Review of: Silver Spoon Kids
The authors combine their talents of law and Psychology to bring us a great resource on raising kids in an affluent world. Whether you have money or not, if you live in America, the message of affluence is all around your children.
This book explains how to identify and define your own money story and personality using tools and questions to define your money acquisition, use and management tenancies so that you can be aware of how you tend to interact with your kids about money.
Theoretical concepts of five stages in child development set the framework for a chapter on talking with your kids about money at different ages. Allowances, ways to expose your child to diverse lifestyles, philanthropy and parenting in today’s world of blended families and more are all covered.
This is a comprehensive book, an easy read and covers some points not typically covered in child rearing books.
The authors sum their book up in 4 simple steps:
- Understand the theoretical concepts
- Live your values
- Teach your child about money through word and deed
- Raise a giver rather than a getter
Read this book to understand and address:
- Who can be affected by the influence of affluence
- How to determine your money narrative
- What a child’s secure attachment is and how it can be affected by affluence
- Psychologist’s Erik Ericson’s 5 stages of development (Develop Trust; Develop Autonomy; Develop Initiative; Develop Industry not Inferiority; Develop Identity) and how affluence can interfere with each stage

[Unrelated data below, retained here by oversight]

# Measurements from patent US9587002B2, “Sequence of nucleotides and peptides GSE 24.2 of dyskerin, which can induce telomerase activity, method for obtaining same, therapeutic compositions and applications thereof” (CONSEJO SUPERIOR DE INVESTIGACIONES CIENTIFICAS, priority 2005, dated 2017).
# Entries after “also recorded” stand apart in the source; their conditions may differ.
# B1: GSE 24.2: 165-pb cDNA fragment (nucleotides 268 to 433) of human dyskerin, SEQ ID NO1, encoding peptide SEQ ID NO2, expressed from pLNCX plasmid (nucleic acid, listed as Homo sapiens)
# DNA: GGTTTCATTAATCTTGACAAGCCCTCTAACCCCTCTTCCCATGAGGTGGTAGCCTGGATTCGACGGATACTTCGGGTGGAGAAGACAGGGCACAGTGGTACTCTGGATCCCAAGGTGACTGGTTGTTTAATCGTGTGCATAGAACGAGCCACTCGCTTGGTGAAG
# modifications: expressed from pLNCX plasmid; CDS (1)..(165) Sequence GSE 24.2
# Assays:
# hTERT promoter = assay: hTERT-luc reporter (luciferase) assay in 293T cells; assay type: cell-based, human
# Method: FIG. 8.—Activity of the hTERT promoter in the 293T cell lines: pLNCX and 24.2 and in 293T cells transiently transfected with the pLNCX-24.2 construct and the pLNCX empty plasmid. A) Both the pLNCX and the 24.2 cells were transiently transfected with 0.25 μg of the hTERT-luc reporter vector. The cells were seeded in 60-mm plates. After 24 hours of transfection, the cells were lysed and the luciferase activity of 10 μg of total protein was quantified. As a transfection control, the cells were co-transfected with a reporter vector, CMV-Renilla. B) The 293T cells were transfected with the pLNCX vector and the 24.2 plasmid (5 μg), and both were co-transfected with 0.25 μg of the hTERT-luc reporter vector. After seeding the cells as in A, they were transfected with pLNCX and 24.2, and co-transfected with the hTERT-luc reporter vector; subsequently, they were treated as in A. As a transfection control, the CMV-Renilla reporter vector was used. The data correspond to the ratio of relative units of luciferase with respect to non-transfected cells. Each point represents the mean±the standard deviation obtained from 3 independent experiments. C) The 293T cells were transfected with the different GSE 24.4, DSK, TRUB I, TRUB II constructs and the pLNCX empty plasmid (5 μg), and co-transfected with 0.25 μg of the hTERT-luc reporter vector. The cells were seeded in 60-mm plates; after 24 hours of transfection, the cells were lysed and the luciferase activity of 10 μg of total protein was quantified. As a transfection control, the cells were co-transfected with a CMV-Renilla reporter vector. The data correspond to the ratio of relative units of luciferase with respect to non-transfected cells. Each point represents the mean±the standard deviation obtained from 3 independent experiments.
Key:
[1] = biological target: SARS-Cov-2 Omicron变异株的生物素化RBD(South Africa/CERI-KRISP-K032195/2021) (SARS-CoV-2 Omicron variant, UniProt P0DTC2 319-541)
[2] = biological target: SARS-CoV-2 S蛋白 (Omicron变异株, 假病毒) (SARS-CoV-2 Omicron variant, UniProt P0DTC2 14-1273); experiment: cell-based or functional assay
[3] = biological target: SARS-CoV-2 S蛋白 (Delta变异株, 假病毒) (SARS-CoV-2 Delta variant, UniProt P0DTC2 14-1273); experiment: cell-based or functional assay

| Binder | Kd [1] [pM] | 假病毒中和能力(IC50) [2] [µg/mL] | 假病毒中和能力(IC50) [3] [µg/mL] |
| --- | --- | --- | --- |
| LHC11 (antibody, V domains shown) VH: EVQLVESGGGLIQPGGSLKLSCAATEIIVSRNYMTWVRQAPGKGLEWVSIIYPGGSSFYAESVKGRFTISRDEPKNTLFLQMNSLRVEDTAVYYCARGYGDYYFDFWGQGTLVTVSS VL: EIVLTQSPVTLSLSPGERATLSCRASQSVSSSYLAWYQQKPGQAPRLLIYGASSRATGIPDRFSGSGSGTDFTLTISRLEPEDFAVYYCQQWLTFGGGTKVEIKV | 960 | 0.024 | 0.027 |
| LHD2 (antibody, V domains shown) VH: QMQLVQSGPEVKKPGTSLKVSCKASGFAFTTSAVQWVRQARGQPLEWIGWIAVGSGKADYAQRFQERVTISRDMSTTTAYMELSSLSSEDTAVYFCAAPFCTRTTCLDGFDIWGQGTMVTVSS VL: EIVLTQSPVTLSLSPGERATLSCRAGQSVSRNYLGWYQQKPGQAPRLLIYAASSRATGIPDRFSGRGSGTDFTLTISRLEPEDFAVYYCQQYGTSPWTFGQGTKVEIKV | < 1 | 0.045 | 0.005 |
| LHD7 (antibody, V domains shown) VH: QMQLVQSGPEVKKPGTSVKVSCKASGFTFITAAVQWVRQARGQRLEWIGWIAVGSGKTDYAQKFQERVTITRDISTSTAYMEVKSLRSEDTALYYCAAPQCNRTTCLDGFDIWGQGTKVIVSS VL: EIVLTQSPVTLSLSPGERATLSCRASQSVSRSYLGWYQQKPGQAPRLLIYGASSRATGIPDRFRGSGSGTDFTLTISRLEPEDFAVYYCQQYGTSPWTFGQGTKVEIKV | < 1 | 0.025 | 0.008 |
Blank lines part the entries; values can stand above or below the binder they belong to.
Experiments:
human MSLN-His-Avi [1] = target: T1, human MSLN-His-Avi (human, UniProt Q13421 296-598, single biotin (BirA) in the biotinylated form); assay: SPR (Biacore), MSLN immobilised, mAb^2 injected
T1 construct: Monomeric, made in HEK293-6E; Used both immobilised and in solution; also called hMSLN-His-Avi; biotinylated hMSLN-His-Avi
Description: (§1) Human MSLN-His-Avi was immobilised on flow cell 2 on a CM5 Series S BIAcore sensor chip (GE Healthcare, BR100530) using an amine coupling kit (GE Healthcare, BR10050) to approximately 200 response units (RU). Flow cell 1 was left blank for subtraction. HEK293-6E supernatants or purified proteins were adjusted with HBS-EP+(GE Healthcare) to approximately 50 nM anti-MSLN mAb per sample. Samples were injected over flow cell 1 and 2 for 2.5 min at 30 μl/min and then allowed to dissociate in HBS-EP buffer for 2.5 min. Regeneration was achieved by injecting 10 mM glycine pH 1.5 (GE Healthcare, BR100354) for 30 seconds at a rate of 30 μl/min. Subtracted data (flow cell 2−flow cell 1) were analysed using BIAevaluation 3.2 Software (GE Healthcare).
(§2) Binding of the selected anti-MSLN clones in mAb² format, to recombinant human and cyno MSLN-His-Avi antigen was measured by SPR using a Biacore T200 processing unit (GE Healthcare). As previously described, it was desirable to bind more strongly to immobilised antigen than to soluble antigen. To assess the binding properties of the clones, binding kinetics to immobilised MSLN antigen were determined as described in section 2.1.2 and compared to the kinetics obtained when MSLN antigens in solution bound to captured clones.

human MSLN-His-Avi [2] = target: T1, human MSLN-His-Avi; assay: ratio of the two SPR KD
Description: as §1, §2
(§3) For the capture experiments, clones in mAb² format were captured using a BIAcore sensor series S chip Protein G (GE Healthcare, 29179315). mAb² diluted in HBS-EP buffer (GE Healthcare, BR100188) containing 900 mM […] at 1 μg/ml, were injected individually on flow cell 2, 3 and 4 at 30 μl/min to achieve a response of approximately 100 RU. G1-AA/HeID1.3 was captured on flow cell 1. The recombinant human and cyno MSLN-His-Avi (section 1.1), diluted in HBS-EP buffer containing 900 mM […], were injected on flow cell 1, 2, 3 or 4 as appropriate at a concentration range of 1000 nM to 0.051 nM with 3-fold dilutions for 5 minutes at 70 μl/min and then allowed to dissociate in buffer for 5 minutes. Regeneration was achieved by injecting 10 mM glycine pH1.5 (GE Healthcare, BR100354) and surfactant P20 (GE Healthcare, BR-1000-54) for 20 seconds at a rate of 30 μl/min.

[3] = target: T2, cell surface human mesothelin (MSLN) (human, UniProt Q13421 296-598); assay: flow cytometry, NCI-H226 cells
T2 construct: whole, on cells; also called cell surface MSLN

- Clarification of your values using Prizing, Choosing, Using techniques developed by psychologists Louis Raths, Merrill Harmin, and Sidney Simon
- Ways to talk to kids about money and teach kids about money at various ages
- How to handle allowances for kids
- Ways to show your child diversity
- Tips on philanthropy, family wealth planning.
What I liked:
- Specific examples of activities and games to help define your money attitude
- A list of the 10 worst things to say to your kids about money
- The activities suggested for clarification of your values such as making a list of what you want your kids to learn about money (e.g., its a tool, not good or bad; good money management, charity, etc)<
What I wished for:
- More information on ways to develop a sense of industry in a kid
- Less Boomer Blaming
“Raising a child in an age of affluence is an issue that confronts parents with a wide range of incomes”.
“…people have not been educated to raise children in an affluent society. Part of the problem is that many parents are first generation affluents. They grew up in households where money was scarce. As a result, they lack adequate models for their parenting attitudes and actions.”